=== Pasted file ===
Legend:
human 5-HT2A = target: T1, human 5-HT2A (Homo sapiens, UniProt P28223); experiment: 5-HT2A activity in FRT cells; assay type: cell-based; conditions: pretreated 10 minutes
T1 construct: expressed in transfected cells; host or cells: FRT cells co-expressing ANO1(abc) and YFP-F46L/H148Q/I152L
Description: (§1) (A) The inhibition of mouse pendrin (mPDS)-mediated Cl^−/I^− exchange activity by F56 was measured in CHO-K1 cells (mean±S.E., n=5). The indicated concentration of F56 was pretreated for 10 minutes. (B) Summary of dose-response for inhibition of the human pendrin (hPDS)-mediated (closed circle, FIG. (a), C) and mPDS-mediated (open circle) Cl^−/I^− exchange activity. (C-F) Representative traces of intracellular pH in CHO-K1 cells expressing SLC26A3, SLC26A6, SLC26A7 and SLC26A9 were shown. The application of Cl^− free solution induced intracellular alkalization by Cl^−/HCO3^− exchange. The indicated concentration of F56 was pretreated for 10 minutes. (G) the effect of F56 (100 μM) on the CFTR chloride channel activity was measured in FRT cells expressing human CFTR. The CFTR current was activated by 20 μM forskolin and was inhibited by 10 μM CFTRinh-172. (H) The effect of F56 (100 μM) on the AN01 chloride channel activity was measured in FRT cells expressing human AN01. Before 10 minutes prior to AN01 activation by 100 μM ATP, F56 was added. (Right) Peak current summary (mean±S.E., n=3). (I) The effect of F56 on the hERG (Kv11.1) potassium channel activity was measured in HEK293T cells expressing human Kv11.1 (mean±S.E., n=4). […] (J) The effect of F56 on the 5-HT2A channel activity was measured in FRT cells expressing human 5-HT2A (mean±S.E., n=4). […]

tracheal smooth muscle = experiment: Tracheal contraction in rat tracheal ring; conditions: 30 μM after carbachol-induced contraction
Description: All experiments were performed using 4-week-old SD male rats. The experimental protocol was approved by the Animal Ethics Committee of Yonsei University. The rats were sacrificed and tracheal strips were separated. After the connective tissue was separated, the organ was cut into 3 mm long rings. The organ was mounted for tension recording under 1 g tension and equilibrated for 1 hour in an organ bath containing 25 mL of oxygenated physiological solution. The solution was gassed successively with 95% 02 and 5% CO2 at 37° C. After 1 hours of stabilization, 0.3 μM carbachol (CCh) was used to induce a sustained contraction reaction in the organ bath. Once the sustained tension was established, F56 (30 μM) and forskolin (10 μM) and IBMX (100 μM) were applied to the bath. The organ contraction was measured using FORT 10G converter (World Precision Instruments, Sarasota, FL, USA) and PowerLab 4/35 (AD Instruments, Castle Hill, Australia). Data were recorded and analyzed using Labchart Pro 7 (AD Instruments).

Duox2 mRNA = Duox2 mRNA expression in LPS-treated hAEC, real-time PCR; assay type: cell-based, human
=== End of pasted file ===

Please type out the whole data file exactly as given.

Legend:
human 5-HT2A = target: T1, human 5-HT2A (Homo sapiens, UniProt P28223); experiment: 5-HT2A activity in FRT cells; assay type: cell-based; conditions: pretreated 10 minutes
T1 construct: expressed in transfected cells; host or cells: FRT cells co-expressing ANO1(abc) and YFP-F46L/H148Q/I152L
Description: (§1) (A) The inhibition of mouse pendrin (mPDS)-mediated Cl^−/I^− exchange activity by F56 was measured in CHO-K1 cells (mean±S.E., n=5). The indicated concentration of F56 was pretreated for 10 minutes. (B) Summary of dose-response for inhibition of the human pendrin (hPDS)-mediated (closed circle, FIG. (a), C) and mPDS-mediated (open circle) Cl^−/I^− exchange activity. (C-F) Representative traces of intracellular pH in CHO-K1 cells expressing SLC26A3, SLC26A6, SLC26A7 and SLC26A9 were shown. The application of Cl^− free solution induced intracellular alkalization by Cl^−/HCO3^− exchange. The indicated concentration of F56 was pretreated for 10 minutes. (G) the effect of F56 (100 μM) on the CFTR chloride channel activity was measured in FRT cells expressing human CFTR. The CFTR current was activated by 20 μM forskolin and was inhibited by 10 μM CFTRinh-172. (H) The effect of F56 (100 μM) on the AN01 chloride channel activity was measured in FRT cells expressing human AN01. Before 10 minutes prior to AN01 activation by 100 μM ATP, F56 was added. (Right) Peak current summary (mean±S.E., n=3). (I) The effect of F56 on the hERG (Kv11.1) potassium channel activity was measured in HEK293T cells expressing human Kv11.1 (mean±S.E., n=4). […] (J) The effect of F56 on the 5-HT2A channel activity was measured in FRT cells expressing human 5-HT2A (mean±S.E., n=4). […]

tracheal smooth muscle = experiment: Tracheal contraction in rat tracheal ring; conditions: 30 μM after carbachol-induced contraction
Description: All experiments were performed using 4-week-old SD male rats. The experimental protocol was approved by the Animal Ethics Committee of Yonsei University. The rats were sacrificed and tracheal strips were separated. After the connective tissue was separated, the organ was cut into 3 mm long rings. The organ was mounted for tension recording under 1 g tension and equilibrated for 1 hour in an organ bath containing 25 mL of oxygenated physiological solution. The solution was gassed successively with 95% 02 and 5% CO2 at 37° C. After 1 hours of stabilization, 0.3 μM carbachol (CCh) was used to induce a sustained contraction reaction in the organ bath. Once the sustained tension was established, F56 (30 μM) and forskolin (10 μM) and IBMX (100 μM) were applied to the bath. The organ contraction was measured using FORT 10G converter (World Precision Instruments, Sarasota, FL, USA) and PowerLab 4/35 (AD Instruments, Castle Hill, Australia). Data were recorded and analyzed using Labchart Pro 7 (AD Instruments).

Duox2 mRNA = Duox2 mRNA expression in LPS-treated hAEC, real-time PCR; assay type: cell-based, human